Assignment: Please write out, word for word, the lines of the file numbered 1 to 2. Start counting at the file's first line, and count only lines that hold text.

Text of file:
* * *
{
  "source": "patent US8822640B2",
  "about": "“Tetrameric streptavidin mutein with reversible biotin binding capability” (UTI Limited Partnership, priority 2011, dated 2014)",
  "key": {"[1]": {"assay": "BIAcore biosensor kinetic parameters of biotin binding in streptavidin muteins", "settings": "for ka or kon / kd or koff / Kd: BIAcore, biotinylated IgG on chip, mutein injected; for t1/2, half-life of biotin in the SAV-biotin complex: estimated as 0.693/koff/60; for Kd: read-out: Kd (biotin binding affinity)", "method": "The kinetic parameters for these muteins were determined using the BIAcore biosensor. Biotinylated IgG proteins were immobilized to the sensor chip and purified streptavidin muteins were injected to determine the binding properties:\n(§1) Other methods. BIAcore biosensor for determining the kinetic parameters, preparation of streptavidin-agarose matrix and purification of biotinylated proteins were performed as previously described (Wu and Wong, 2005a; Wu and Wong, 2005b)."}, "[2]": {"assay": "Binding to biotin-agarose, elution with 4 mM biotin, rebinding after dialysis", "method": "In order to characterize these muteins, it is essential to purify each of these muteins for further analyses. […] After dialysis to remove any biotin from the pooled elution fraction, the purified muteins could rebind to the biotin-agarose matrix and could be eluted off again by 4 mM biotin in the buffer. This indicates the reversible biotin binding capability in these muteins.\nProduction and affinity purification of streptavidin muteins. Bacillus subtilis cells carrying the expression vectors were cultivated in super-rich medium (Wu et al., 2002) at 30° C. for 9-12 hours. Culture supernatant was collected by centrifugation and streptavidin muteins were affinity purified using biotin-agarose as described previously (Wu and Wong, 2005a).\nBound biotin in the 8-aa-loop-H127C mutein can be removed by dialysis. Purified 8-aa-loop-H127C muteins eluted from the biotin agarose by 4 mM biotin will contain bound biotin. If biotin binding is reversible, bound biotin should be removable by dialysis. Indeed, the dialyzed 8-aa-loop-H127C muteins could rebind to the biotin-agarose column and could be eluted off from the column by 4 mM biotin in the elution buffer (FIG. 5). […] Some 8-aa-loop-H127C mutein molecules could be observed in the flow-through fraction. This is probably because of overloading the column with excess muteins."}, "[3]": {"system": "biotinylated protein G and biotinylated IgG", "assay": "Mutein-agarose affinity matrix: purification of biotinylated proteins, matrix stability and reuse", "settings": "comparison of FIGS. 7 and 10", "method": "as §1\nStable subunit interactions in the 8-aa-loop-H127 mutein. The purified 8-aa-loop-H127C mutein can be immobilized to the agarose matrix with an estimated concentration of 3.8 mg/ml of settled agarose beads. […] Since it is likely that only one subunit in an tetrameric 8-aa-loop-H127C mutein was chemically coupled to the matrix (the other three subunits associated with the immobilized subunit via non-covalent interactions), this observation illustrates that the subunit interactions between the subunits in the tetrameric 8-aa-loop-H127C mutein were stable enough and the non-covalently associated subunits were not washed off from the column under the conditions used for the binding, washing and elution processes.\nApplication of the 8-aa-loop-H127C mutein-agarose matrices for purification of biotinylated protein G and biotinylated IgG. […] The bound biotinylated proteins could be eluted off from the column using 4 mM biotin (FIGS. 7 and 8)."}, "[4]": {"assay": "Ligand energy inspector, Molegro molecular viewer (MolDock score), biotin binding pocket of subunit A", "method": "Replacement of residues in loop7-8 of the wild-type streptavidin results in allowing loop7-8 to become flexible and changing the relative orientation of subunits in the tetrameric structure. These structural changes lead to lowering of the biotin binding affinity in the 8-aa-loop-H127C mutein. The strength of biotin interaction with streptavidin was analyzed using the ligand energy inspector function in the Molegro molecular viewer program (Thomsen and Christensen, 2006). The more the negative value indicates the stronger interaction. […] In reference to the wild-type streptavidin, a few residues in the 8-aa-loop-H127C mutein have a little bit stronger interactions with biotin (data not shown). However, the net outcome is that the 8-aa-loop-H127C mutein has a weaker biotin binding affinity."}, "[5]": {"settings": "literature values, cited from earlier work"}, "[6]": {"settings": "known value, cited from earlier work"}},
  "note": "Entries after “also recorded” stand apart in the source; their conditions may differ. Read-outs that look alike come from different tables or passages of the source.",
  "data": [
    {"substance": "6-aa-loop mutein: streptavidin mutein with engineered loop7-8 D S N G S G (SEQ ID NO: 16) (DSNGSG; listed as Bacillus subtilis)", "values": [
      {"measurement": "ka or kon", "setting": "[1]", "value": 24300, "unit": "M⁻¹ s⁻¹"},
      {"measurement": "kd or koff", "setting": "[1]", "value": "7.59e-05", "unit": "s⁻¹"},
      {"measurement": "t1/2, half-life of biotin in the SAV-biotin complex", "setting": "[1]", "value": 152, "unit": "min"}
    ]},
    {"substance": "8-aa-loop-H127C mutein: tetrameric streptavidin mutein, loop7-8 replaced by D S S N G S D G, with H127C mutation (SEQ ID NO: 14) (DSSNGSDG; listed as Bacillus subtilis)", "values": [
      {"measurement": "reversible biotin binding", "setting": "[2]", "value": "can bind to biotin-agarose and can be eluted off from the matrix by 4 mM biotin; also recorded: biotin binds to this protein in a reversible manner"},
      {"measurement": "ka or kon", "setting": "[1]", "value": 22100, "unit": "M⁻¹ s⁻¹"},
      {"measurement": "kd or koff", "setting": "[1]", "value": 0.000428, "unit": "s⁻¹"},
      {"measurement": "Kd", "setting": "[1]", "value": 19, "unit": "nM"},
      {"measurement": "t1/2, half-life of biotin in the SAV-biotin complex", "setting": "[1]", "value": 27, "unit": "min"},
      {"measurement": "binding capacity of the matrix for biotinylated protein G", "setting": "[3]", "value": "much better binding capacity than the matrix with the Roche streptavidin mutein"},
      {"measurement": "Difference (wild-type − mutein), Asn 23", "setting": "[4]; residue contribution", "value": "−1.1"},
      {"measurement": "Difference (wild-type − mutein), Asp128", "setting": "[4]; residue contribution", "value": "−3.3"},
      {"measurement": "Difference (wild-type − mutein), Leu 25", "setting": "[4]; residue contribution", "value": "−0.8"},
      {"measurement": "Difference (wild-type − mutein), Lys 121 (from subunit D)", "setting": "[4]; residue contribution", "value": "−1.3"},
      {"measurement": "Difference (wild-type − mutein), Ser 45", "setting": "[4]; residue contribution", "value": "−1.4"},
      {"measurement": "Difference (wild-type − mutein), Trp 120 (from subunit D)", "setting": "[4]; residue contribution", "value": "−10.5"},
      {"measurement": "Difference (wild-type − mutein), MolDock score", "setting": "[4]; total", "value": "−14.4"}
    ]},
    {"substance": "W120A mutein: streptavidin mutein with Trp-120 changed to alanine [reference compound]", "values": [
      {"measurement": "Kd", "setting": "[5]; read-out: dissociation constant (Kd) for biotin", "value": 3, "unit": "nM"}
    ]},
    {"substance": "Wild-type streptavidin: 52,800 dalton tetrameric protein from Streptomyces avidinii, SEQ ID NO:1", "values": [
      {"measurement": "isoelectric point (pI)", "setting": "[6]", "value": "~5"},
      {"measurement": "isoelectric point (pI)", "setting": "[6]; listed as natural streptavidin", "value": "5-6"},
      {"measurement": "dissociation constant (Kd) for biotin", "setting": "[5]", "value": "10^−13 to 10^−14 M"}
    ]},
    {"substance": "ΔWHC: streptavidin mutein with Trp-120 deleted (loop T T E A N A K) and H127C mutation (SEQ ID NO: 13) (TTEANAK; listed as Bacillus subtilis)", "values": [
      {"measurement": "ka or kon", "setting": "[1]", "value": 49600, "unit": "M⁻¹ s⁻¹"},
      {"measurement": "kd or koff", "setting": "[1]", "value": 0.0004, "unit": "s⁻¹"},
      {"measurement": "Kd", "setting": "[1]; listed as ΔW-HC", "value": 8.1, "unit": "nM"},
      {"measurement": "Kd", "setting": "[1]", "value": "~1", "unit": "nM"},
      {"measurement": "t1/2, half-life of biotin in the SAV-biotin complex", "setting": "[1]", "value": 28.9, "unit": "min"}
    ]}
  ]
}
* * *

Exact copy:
{
  "source": "patent US8822640B2",